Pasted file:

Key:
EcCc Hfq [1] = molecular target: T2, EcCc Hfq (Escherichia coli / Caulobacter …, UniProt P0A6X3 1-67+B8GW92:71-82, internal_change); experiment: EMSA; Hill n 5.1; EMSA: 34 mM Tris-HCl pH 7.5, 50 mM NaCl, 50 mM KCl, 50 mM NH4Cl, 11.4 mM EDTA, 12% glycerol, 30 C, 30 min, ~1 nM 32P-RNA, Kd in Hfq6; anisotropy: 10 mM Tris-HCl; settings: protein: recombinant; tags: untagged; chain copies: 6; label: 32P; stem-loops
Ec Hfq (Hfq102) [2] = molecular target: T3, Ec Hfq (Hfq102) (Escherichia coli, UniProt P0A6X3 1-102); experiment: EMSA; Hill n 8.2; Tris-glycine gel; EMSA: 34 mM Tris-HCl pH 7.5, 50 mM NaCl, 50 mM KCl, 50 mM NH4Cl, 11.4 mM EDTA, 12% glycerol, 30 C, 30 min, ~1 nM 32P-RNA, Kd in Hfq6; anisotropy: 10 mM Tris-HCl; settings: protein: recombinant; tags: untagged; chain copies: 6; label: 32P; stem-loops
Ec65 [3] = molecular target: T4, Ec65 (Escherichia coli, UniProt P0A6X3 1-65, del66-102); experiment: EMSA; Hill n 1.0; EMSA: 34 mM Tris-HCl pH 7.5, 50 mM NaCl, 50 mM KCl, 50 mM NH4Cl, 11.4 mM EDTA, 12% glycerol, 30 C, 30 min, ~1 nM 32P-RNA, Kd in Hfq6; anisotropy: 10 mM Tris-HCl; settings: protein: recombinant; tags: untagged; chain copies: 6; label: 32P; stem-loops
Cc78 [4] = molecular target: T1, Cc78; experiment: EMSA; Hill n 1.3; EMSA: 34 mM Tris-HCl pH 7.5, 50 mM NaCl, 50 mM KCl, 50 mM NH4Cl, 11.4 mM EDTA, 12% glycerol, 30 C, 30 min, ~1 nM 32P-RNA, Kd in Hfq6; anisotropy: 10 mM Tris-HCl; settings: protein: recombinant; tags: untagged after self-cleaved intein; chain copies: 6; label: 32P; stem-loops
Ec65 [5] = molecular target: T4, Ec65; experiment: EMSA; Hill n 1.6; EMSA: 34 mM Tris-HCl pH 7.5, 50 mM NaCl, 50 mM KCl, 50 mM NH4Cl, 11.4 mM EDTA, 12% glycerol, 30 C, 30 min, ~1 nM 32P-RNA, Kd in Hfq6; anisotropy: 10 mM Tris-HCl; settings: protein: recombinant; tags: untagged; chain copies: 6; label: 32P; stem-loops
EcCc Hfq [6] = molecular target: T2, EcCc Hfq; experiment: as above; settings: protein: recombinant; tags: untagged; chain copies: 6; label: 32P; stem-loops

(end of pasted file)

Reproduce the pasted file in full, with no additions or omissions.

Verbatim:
Key:
EcCc Hfq [1] = molecular target: T2, EcCc Hfq (Escherichia coli / Caulobacter …, UniProt P0A6X3 1-67+B8GW92:71-82, internal_change); experiment: EMSA; Hill n 5.1; EMSA: 34 mM Tris-HCl pH 7.5, 50 mM NaCl, 50 mM KCl, 50 mM NH4Cl, 11.4 mM EDTA, 12% glycerol, 30 C, 30 min, ~1 nM 32P-RNA, Kd in Hfq6; anisotropy: 10 mM Tris-HCl; settings: protein: recombinant; tags: untagged; chain copies: 6; label: 32P; stem-loops
Ec Hfq (Hfq102) [2] = molecular target: T3, Ec Hfq (Hfq102) (Escherichia coli, UniProt P0A6X3 1-102); experiment: EMSA; Hill n 8.2; Tris-glycine gel; EMSA: 34 mM Tris-HCl pH 7.5, 50 mM NaCl, 50 mM KCl, 50 mM NH4Cl, 11.4 mM EDTA, 12% glycerol, 30 C, 30 min, ~1 nM 32P-RNA, Kd in Hfq6; anisotropy: 10 mM Tris-HCl; settings: protein: recombinant; tags: untagged; chain copies: 6; label: 32P; stem-loops
Ec65 [3] = molecular target: T4, Ec65 (Escherichia coli, UniProt P0A6X3 1-65, del66-102); experiment: EMSA; Hill n 1.0; EMSA: 34 mM Tris-HCl pH 7.5, 50 mM NaCl, 50 mM KCl, 50 mM NH4Cl, 11.4 mM EDTA, 12% glycerol, 30 C, 30 min, ~1 nM 32P-RNA, Kd in Hfq6; anisotropy: 10 mM Tris-HCl; settings: protein: recombinant; tags: untagged; chain copies: 6; label: 32P; stem-loops
Cc78 [4] = molecular target: T1, Cc78; experiment: EMSA; Hill n 1.3; EMSA: 34 mM Tris-HCl pH 7.5, 50 mM NaCl, 50 mM KCl, 50 mM NH4Cl, 11.4 mM EDTA, 12% glycerol, 30 C, 30 min, ~1 nM 32P-RNA, Kd in Hfq6; anisotropy: 10 mM Tris-HCl; settings: protein: recombinant; tags: untagged after self-cleaved intein; chain copies: 6; label: 32P; stem-loops
Ec65 [5] = molecular target: T4, Ec65; experiment: EMSA; Hill n 1.6; EMSA: 34 mM Tris-HCl pH 7.5, 50 mM NaCl, 50 mM KCl, 50 mM NH4Cl, 11.4 mM EDTA, 12% glycerol, 30 C, 30 min, ~1 nM 32P-RNA, Kd in Hfq6; anisotropy: 10 mM Tris-HCl; settings: protein: recombinant; tags: untagged; chain copies: 6; label: 32P; stem-loops
EcCc Hfq [6] = molecular target: T2, EcCc Hfq; experiment: as above; settings: protein: recombinant; tags: untagged; chain copies: 6; label: 32P; stem-loops